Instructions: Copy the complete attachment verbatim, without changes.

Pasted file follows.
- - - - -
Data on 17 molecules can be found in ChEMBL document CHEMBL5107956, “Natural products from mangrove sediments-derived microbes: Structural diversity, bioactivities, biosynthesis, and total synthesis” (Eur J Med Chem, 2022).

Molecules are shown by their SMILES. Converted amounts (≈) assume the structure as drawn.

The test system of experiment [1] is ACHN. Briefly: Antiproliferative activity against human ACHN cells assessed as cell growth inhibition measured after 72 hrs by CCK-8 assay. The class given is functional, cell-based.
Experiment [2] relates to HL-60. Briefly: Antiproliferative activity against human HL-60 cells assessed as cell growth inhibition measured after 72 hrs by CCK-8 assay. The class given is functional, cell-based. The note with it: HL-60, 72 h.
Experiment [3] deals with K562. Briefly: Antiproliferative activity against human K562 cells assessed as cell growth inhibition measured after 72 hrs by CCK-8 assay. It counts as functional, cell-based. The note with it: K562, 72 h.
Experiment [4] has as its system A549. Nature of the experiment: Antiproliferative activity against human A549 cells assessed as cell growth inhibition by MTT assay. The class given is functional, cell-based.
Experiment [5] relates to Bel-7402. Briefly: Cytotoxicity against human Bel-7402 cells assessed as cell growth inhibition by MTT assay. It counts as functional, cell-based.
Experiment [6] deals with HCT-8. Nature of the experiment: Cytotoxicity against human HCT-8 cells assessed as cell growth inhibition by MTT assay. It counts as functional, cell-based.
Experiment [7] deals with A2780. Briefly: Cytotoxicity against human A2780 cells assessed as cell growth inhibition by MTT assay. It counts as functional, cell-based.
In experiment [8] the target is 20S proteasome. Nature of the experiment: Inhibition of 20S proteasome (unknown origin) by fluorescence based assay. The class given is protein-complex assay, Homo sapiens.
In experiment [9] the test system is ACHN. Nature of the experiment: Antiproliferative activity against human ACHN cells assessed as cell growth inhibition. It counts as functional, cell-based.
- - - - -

Data on 17 molecules can be found in ChEMBL document CHEMBL5107956, “Natural products from mangrove sediments-derived microbes: Structural diversity, bioactivities, biosynthesis, and total synthesis” (Eur J Med Chem, 2022).

Molecules are shown by their SMILES. Converted amounts (≈) assume the structure as drawn.

The test system of experiment [1] is ACHN. Briefly: Antiproliferative activity against human ACHN cells assessed as cell growth inhibition measured after 72 hrs by CCK-8 assay. The class given is functional, cell-based.
Experiment [2] relates to HL-60. Briefly: Antiproliferative activity against human HL-60 cells assessed as cell growth inhibition measured after 72 hrs by CCK-8 assay. The class given is functional, cell-based. The note with it: HL-60, 72 h.
Experiment [3] deals with K562. Briefly: Antiproliferative activity against human K562 cells assessed as cell growth inhibition measured after 72 hrs by CCK-8 assay. It counts as functional, cell-based. The note with it: K562, 72 h.
Experiment [4] has as its system A549. Nature of the experiment: Antiproliferative activity against human A549 cells assessed as cell growth inhibition by MTT assay. The class given is functional, cell-based.
Experiment [5] relates to Bel-7402. Briefly: Cytotoxicity against human Bel-7402 cells assessed as cell growth inhibition by MTT assay. It counts as functional, cell-based.
Experiment [6] deals with HCT-8. Nature of the experiment: Cytotoxicity against human HCT-8 cells assessed as cell growth inhibition by MTT assay. It counts as functional, cell-based.
Experiment [7] deals with A2780. Briefly: Cytotoxicity against human A2780 cells assessed as cell growth inhibition by MTT assay. It counts as functional, cell-based.
In experiment [8] the target is 20S proteasome. Nature of the experiment: Inhibition of 20S proteasome (unknown origin) by fluorescence based assay. The class given is protein-complex assay, Homo sapiens.
In experiment [9] the test system is ACHN. Nature of the experiment: Antiproliferative activity against human ACHN cells assessed as cell growth inhibition. It counts as functional, cell-based.